Openness to interdisciplinary meetings and projects is already an important hallmark of the work of the Åland Islands Peace Institute and has been a source of deepened knowledge and inspiration in most of the Institute’s projects in recent years. Interdisciplinary work generally requires a longer time perspective, as different scientific methods need to be coordinated, and theoretical and conceptual frameworks need to evolve. The Peace Institute will continue to give priority to interdisciplinary meetings, projects and environments in its fields of research. It will also continue its efforts to forge contacts with established researchers who visit Åland and take part in specific projects and seminars as well as younger researchers who should be offered the opportunity to spend a few weeks or months in Åland to do research and write.
The Åland Islands Peace Institute is a member of several networks of research institutions and other organisations working on closely related issues. The Institute has consultative status in the UN Economic and Social Council, ECOSOC. During its more than 20 years of activity the Peace Institute has built a broad network of partner organisations working on peace issues or in specialised areas of the Institute’s activities (minority issues, equality, violence in intimate relationships, military cooperation, etc.) These partners are based locally in Åland (the Åland University of Applied Sciences and Statistics and Research Åland, ÅSUB) and the rest of Finland (the Peace Union of Finland and the Finnish Institute of International Affairs in Helsinki; Åbo Akademi University, especially the Department of Law; the University of Jyväskylä, Department of Social Sciences and Philosophy; the Tampere Peace Research Institute (TAPRI); the Contact Group between the Government of Åland and the Ministry for Foreign Affairs of Finland) and in Sweden, for example through contacts with the NAMIS minority research network, the Department of Peace and Conflict Research and the Center for Russian Studies at Uppsala University and with the Stockholm International Peace Research Institute (SIPRI) in Stockholm. Internationally, the Peace Institute has established partnerships with the European Academy in the South Tyrol (EURAC, the Institute for Minority Rights), where the Institute’s Director is a member of the Scientific Advisory Council, and the European Center for Minority Issues (ECMI) in Flensburg, Germany. The Peace Institute’s participation in the Civic Constellation research network coordinated by the University of Málaga in Spain has given the Institute’s researchers an opportunity to deepen their knowledge and make new contacts in the field of democratic participation and parliamentarism. These contacts will be deepened and developed over the next few years, partly through various types of exchanges and joint activities.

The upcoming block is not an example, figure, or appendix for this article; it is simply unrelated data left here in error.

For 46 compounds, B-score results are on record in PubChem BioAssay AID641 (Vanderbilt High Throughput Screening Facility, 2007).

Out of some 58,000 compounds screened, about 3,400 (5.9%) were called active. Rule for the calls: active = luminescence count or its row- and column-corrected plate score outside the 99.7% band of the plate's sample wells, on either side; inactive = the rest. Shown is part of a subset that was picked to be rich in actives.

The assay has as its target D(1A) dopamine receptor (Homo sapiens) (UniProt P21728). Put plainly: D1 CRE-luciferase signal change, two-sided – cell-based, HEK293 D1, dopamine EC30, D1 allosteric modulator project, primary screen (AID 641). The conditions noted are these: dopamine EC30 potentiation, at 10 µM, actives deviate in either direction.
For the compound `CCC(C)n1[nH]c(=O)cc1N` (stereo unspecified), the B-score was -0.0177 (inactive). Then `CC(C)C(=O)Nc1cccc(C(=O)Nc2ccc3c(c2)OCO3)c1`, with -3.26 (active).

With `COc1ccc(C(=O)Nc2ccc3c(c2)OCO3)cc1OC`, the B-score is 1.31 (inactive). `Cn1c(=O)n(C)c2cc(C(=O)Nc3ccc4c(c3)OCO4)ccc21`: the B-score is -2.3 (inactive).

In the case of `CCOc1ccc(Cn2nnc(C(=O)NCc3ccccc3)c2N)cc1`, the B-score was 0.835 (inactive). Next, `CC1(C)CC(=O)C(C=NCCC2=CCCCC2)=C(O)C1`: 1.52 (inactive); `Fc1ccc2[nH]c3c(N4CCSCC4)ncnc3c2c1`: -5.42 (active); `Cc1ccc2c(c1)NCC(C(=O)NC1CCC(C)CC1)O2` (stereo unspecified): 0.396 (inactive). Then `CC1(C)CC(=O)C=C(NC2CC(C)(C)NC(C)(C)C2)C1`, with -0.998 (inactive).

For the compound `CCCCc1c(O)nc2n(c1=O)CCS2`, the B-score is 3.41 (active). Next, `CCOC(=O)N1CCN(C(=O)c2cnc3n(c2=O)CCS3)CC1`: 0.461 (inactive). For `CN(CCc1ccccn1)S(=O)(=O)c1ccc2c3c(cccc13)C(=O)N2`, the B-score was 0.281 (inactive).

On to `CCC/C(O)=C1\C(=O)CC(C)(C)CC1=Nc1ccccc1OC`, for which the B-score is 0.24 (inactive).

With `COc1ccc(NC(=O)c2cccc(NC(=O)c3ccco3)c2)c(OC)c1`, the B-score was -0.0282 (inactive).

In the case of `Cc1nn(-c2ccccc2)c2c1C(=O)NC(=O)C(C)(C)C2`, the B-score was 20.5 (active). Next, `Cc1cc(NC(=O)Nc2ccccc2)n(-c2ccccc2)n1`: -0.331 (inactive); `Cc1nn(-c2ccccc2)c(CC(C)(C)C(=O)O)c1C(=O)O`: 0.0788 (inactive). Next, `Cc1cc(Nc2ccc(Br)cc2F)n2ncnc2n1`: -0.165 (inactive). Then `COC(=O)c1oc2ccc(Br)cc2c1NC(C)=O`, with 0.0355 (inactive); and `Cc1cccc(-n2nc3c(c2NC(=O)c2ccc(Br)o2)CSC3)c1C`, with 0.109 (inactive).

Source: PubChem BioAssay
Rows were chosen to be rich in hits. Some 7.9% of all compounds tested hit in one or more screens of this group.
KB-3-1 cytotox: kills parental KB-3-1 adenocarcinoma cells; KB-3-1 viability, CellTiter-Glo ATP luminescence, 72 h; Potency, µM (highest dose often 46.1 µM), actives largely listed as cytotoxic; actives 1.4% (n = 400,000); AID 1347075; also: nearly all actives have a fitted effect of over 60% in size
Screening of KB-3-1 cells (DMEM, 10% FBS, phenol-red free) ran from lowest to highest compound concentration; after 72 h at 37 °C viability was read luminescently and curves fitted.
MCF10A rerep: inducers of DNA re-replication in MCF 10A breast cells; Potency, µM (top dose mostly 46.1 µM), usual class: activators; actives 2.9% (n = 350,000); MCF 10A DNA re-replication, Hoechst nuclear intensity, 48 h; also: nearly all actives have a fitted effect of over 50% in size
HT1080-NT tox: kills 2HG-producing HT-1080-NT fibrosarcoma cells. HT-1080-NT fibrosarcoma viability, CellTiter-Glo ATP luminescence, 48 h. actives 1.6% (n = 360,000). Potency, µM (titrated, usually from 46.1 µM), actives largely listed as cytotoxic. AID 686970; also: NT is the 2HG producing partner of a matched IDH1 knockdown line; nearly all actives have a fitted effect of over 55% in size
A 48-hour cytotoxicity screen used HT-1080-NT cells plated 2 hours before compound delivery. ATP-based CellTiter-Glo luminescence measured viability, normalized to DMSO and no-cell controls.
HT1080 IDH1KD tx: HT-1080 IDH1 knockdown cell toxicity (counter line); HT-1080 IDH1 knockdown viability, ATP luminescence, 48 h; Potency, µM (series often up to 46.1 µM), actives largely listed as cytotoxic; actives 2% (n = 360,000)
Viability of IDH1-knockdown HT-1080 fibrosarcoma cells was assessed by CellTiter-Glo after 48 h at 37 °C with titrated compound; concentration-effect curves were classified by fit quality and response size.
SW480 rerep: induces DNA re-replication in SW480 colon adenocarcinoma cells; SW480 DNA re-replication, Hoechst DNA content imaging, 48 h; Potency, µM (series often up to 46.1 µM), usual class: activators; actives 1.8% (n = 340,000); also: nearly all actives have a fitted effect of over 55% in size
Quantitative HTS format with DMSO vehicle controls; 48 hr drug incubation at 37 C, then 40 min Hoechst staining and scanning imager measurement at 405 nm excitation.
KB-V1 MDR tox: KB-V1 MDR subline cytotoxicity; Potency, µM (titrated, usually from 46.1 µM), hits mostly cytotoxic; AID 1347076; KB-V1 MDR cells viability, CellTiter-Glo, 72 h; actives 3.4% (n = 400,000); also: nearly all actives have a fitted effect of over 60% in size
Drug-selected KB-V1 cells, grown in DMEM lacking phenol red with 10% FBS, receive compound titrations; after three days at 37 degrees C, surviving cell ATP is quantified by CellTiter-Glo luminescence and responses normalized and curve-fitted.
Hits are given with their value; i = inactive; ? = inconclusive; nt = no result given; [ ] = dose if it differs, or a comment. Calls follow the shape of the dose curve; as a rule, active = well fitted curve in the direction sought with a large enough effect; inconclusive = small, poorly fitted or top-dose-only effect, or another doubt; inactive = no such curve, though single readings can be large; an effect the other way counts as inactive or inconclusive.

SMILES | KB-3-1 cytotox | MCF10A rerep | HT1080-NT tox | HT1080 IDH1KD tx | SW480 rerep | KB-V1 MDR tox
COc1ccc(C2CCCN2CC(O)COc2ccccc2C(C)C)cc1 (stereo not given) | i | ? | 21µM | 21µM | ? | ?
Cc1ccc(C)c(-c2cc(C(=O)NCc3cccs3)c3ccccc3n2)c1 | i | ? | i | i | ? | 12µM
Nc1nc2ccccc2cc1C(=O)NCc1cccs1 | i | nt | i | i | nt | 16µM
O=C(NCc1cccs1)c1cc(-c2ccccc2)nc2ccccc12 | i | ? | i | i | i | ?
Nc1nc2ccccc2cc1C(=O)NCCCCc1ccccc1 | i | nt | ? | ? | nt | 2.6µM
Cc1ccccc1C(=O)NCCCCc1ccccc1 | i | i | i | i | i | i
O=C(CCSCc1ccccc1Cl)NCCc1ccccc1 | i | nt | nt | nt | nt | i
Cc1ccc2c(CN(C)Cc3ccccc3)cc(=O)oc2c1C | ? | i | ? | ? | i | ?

The Peace Institute’s challenges over the coming period are expected to be of three main types: firstly, the Institute needs to make an active effort to disseminate in various ways the results of its past research activities to different target groups; secondly, the Institute needs to broaden its pool of potential research funders, as the existing basic funding provides little scope for long-term research, and finally the Institute’s access to interesting and skilled researchers needs to be secured. Interest in guest researcher visits is already strong and is expected to grow.
Since its establishment the Peace Institute has promoted research on Åland’s autonomy, demilitarisation and neutralisation from an international and comparative perspective, and on the protection of minorities nationally and internationally. The role of civil society in these issues has been and remains a recurring theme in this work, as also in several of the Institute’s publications. Early on, the Peace Institute also highlighted the issue of the status and rights of minority women and gender-sensitive methods of empowerment. Over the years this deepening of knowledge has resulted in countless seminars, conferences, both national and international, as well as publications in Swedish, English and Finnish. Of note are the early “Minority Days” and, more recently, a range of seminars and conferences centred on the Åland Example that were organised in collaboration with the Åland Parliament, Finnish Parliament, Åland Government, Finnish Institute of International Affairs in Helsinki and Finnish Ministry for Foreign Affairs.
Notable publications include the following.
The special edition ‘Rethinking Territorial Arrangements in Conflict Resolution’, in International Journal of Minority and Group Rights (IJMGR), Vol. 20, No. 1 (2013) with contributions from several prominent researchers.
‘The Åland Example and Its Components – Relevance for International Conflict Resolution’ (Sia Spiliopoulou Åkermark, ed., (2011)